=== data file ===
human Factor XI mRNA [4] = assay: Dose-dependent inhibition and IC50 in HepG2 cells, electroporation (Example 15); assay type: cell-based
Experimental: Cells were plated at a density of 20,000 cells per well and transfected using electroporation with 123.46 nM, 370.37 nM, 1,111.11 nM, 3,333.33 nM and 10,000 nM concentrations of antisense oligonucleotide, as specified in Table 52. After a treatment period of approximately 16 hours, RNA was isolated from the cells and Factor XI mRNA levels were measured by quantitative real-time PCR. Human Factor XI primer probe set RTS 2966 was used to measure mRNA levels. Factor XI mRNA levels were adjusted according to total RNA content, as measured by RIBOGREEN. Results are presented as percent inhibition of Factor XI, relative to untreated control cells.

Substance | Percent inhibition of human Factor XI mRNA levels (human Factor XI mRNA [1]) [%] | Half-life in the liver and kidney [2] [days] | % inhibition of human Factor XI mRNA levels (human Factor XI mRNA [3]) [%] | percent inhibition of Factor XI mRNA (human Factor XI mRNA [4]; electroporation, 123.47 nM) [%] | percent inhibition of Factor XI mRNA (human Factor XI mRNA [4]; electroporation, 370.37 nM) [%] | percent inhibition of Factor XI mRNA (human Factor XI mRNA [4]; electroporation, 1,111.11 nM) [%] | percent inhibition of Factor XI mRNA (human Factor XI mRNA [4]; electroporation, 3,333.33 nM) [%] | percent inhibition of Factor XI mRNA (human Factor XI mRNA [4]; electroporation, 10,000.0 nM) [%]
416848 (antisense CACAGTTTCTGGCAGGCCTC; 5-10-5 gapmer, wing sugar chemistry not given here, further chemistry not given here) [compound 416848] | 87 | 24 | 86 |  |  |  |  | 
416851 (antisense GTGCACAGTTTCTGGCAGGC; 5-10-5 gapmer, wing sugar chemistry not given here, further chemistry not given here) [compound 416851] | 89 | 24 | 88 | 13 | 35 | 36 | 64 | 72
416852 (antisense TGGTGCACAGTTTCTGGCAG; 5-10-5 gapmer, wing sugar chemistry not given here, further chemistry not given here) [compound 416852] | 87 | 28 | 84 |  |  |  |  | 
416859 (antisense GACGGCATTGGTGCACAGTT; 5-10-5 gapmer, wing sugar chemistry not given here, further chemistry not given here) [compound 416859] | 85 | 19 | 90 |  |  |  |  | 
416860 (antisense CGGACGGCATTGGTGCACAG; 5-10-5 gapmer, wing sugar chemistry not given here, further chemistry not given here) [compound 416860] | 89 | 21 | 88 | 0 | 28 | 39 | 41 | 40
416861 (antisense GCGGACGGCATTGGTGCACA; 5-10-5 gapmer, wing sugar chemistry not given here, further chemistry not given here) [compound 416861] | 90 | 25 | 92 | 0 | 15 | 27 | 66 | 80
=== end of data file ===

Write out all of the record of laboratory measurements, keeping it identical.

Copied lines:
human Factor XI mRNA [4] = assay: Dose-dependent inhibition and IC50 in HepG2 cells, electroporation (Example 15); assay type: cell-based
Experimental: Cells were plated at a density of 20,000 cells per well and transfected using electroporation with 123.46 nM, 370.37 nM, 1,111.11 nM, 3,333.33 nM and 10,000 nM concentrations of antisense oligonucleotide, as specified in Table 52. After a treatment period of approximately 16 hours, RNA was isolated from the cells and Factor XI mRNA levels were measured by quantitative real-time PCR. Human Factor XI primer probe set RTS 2966 was used to measure mRNA levels. Factor XI mRNA levels were adjusted according to total RNA content, as measured by RIBOGREEN. Results are presented as percent inhibition of Factor XI, relative to untreated control cells.

Substance | Percent inhibition of human Factor XI mRNA levels (human Factor XI mRNA [1]) [%] | Half-life in the liver and kidney [2] [days] | % inhibition of human Factor XI mRNA levels (human Factor XI mRNA [3]) [%] | percent inhibition of Factor XI mRNA (human Factor XI mRNA [4]; electroporation, 123.47 nM) [%] | percent inhibition of Factor XI mRNA (human Factor XI mRNA [4]; electroporation, 370.37 nM) [%] | percent inhibition of Factor XI mRNA (human Factor XI mRNA [4]; electroporation, 1,111.11 nM) [%] | percent inhibition of Factor XI mRNA (human Factor XI mRNA [4]; electroporation, 3,333.33 nM) [%] | percent inhibition of Factor XI mRNA (human Factor XI mRNA [4]; electroporation, 10,000.0 nM) [%]
416848 (antisense CACAGTTTCTGGCAGGCCTC; 5-10-5 gapmer, wing sugar chemistry not given here, further chemistry not given here) [compound 416848] | 87 | 24 | 86 |  |  |  |  | 
416851 (antisense GTGCACAGTTTCTGGCAGGC; 5-10-5 gapmer, wing sugar chemistry not given here, further chemistry not given here) [compound 416851] | 89 | 24 | 88 | 13 | 35 | 36 | 64 | 72
416852 (antisense TGGTGCACAGTTTCTGGCAG; 5-10-5 gapmer, wing sugar chemistry not given here, further chemistry not given here) [compound 416852] | 87 | 28 | 84 |  |  |  |  | 
416859 (antisense GACGGCATTGGTGCACAGTT; 5-10-5 gapmer, wing sugar chemistry not given here, further chemistry not given here) [compound 416859] | 85 | 19 | 90 |  |  |  |  | 
416860 (antisense CGGACGGCATTGGTGCACAG; 5-10-5 gapmer, wing sugar chemistry not given here, further chemistry not given here) [compound 416860] | 89 | 21 | 88 | 0 | 28 | 39 | 41 | 40
416861 (antisense GCGGACGGCATTGGTGCACA; 5-10-5 gapmer, wing sugar chemistry not given here, further chemistry not given here) [compound 416861] | 90 | 25 | 92 | 0 | 15 | 27 | 66 | 80